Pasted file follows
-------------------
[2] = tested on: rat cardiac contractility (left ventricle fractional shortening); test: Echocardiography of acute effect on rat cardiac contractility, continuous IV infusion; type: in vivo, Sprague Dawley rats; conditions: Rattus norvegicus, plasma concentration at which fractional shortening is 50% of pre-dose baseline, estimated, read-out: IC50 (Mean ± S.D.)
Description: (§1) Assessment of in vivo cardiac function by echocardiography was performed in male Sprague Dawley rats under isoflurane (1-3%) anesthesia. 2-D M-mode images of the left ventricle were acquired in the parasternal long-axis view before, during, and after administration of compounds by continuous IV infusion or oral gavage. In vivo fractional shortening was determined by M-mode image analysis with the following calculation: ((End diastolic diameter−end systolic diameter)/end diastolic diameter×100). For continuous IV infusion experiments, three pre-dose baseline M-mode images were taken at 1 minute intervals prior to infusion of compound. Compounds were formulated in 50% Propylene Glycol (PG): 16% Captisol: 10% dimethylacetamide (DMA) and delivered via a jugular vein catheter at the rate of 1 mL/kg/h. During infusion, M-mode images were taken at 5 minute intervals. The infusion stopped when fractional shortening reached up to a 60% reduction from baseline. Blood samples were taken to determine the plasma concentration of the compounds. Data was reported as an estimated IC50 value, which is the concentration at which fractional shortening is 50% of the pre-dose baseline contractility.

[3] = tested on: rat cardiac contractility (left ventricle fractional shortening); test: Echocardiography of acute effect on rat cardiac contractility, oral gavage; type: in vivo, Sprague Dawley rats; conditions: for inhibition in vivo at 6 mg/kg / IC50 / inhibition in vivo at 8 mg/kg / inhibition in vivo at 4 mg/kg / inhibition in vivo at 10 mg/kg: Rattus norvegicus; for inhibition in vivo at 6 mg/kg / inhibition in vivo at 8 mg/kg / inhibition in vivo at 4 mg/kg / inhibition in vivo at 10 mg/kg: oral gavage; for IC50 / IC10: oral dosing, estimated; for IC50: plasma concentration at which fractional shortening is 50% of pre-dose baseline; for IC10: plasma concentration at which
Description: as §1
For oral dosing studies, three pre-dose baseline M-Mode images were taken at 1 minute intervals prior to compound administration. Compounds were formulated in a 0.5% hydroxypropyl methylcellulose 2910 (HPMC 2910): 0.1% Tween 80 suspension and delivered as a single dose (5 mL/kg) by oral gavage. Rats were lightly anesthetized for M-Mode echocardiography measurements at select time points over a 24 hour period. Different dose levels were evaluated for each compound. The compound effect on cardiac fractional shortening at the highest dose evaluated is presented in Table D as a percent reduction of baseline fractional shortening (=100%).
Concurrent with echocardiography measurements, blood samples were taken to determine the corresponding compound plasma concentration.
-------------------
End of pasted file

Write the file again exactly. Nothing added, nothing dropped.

[2] = tested on: rat cardiac contractility (left ventricle fractional shortening); test: Echocardiography of acute effect on rat cardiac contractility, continuous IV infusion; type: in vivo, Sprague Dawley rats; conditions: Rattus norvegicus, plasma concentration at which fractional shortening is 50% of pre-dose baseline, estimated, read-out: IC50 (Mean ± S.D.)
Description: (§1) Assessment of in vivo cardiac function by echocardiography was performed in male Sprague Dawley rats under isoflurane (1-3%) anesthesia. 2-D M-mode images of the left ventricle were acquired in the parasternal long-axis view before, during, and after administration of compounds by continuous IV infusion or oral gavage. In vivo fractional shortening was determined by M-mode image analysis with the following calculation: ((End diastolic diameter−end systolic diameter)/end diastolic diameter×100). For continuous IV infusion experiments, three pre-dose baseline M-mode images were taken at 1 minute intervals prior to infusion of compound. Compounds were formulated in 50% Propylene Glycol (PG): 16% Captisol: 10% dimethylacetamide (DMA) and delivered via a jugular vein catheter at the rate of 1 mL/kg/h. During infusion, M-mode images were taken at 5 minute intervals. The infusion stopped when fractional shortening reached up to a 60% reduction from baseline. Blood samples were taken to determine the plasma concentration of the compounds. Data was reported as an estimated IC50 value, which is the concentration at which fractional shortening is 50% of the pre-dose baseline contractility.

[3] = tested on: rat cardiac contractility (left ventricle fractional shortening); test: Echocardiography of acute effect on rat cardiac contractility, oral gavage; type: in vivo, Sprague Dawley rats; conditions: for inhibition in vivo at 6 mg/kg / IC50 / inhibition in vivo at 8 mg/kg / inhibition in vivo at 4 mg/kg / inhibition in vivo at 10 mg/kg: Rattus norvegicus; for inhibition in vivo at 6 mg/kg / inhibition in vivo at 8 mg/kg / inhibition in vivo at 4 mg/kg / inhibition in vivo at 10 mg/kg: oral gavage; for IC50 / IC10: oral dosing, estimated; for IC50: plasma concentration at which fractional shortening is 50% of pre-dose baseline; for IC10: plasma concentration at which
Description: as §1
For oral dosing studies, three pre-dose baseline M-Mode images were taken at 1 minute intervals prior to compound administration. Compounds were formulated in a 0.5% hydroxypropyl methylcellulose 2910 (HPMC 2910): 0.1% Tween 80 suspension and delivered as a single dose (5 mL/kg) by oral gavage. Rats were lightly anesthetized for M-Mode echocardiography measurements at select time points over a 24 hour period. Different dose levels were evaluated for each compound. The compound effect on cardiac fractional shortening at the highest dose evaluated is presented in Table D as a percent reduction of baseline fractional shortening (=100%).
Concurrent with echocardiography measurements, blood samples were taken to determine the corresponding compound plasma concentration.